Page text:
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Nothing is being suppressed

€22,82
ISBN 1848617496

Autor: Andrew Duncan

Editorial: Shearsman Books

Páginas: 326

Idioma: eng

Publicado: 15/04/2022

Alto: 229.00 mm

Ancho: 152.00 mm

Lomo: 18.53 mm

Acabado: Tapa Blanda

Sinopsis:

This book is a pioneering attempt to roll back misrepresentation and depersonalisation and recover one of the most high-achieving eras of British poetry. The ’70s saw the collapse of the post-war settlement amid apparently insoluble problems over inflation and profitability. Consensus broke down and a lot of things that people remember about the 1970s didn’t actually happen. The outcome for poetry was a radical attempt to write down ideas about a different society and personal lifestyle, but also a polarised climate in which one faction tried to erase others from the record. Right-wing historians like to write about the period as an error in which all trajectories led inevitably to the rise of Thatcherism and that rise corrected the error. But it is equally valid to be fascinated by the other social possibilities and to appreciate art for its imaginary paths that were not followed. Is it not true that the ’70s saw styles of good poetry (maybe bad poetry too?) which have been lost to memory ever since?? The role of the implicit was destabilised in the ’70s, and we are trying to recover what was shared but unstated. A list of 100 long poems suggests the direction that poetry went in, and that the idea of extension and exploration was to mend social memory and restore a shared language. Right and Left felt equally threatened and in need of reciting ideological primal scenes. Most of the text is about the long poems, following them as they attempt to reframe seized-up arguments. A larger rhythm, a deeper scan. A wider range of voices. Returning to the unenclosed field where myth, law, and sociology are still tentative and unstable. In doing so, it dredges up unrecorded layers of a buried time. It reveals how Iain Sinclair’s Suicide Bridge develops a circular theory of time from up to the minute theories about faster than light particles and the end of black holes. This is not the only deviant theory of Time floating around. We find that "the dream is over", but why is it that this key moment has been variously located from the death of Stalin to the break-up of Pink Floyd? Repeated bulletins announcing the decease of the counter-culture, squatland, and hippies hearing secret harmonies, just showed that those features were here to stay. Elsewhere, the narrative records that malice and distorted reporting of someone else’s speech and conduct are actually part of the social structure and not something fleeting and forgettable. It also offers tuition in the correct use of the phrase "it’s cosmic man" as part of gracious living.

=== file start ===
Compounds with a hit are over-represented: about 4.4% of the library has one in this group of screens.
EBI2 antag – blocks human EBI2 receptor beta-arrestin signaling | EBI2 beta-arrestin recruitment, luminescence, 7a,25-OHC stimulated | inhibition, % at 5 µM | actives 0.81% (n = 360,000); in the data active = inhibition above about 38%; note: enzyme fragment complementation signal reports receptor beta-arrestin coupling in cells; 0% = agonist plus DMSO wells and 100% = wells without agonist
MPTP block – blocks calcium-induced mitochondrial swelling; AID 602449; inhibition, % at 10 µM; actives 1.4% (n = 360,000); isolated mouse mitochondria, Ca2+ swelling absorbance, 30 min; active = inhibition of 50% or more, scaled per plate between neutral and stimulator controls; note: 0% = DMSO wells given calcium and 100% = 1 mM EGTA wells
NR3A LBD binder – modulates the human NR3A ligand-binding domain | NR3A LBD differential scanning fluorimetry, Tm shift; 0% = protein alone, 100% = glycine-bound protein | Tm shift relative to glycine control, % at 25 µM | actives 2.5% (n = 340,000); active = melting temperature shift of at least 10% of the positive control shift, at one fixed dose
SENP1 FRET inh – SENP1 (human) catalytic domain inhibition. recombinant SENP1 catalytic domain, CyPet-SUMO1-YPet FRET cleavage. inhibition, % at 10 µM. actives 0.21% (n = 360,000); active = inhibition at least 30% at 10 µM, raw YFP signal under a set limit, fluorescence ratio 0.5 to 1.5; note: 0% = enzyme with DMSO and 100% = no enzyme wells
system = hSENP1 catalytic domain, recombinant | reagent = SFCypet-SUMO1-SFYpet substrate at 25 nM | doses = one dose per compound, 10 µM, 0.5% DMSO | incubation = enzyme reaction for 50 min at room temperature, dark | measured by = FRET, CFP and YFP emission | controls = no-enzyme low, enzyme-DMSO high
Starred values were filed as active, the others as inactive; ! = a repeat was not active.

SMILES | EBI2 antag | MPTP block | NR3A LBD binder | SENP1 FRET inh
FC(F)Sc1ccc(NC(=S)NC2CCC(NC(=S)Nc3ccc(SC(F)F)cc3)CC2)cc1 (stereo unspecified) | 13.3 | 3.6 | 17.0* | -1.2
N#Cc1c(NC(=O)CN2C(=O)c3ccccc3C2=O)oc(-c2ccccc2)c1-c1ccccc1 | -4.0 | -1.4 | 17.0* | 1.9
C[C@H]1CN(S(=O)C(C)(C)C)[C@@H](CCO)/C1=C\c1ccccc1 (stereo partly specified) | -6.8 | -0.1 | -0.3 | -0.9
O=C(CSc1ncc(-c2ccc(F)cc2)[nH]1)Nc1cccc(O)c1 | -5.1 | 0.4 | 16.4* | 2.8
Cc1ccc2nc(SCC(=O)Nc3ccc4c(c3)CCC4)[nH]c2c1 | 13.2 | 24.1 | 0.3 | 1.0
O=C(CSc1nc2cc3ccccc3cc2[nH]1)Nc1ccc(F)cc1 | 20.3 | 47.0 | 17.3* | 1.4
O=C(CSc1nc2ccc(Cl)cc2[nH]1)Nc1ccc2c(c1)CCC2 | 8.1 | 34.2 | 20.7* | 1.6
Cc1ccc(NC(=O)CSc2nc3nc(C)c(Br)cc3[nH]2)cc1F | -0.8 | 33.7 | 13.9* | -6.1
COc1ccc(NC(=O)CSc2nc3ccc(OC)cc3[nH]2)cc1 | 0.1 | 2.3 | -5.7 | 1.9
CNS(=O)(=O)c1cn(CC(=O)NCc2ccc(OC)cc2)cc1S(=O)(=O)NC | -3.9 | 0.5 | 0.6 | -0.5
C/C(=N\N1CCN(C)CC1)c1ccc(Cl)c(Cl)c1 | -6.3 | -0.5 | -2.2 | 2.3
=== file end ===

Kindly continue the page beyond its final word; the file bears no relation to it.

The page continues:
Featured poets include Jack Beeching, Euros Bowen, Paul Brown, Andrew Crozier, Paul Evans, Allen Fisher, Roy Fisher, Eddie Flintoff, Ulli Freer, W.S. Graham, Harry Guest, Ralph Hawkins, Frances Horovitz, Nicki Jackowska, Philip Jenkins, David Jones, Antony Lopez, George MacBeth, Sorley MacLean, Rod Mengham, Edwin Morgan, Eric Mottram, J. H. Prynne, Kathleen Raine, Jeremy Reed, Colin Simms, Iain Sinclair, Iain Crichton Smith, Ken Smith, Martin Thom, Gael Turnbull, John Wain.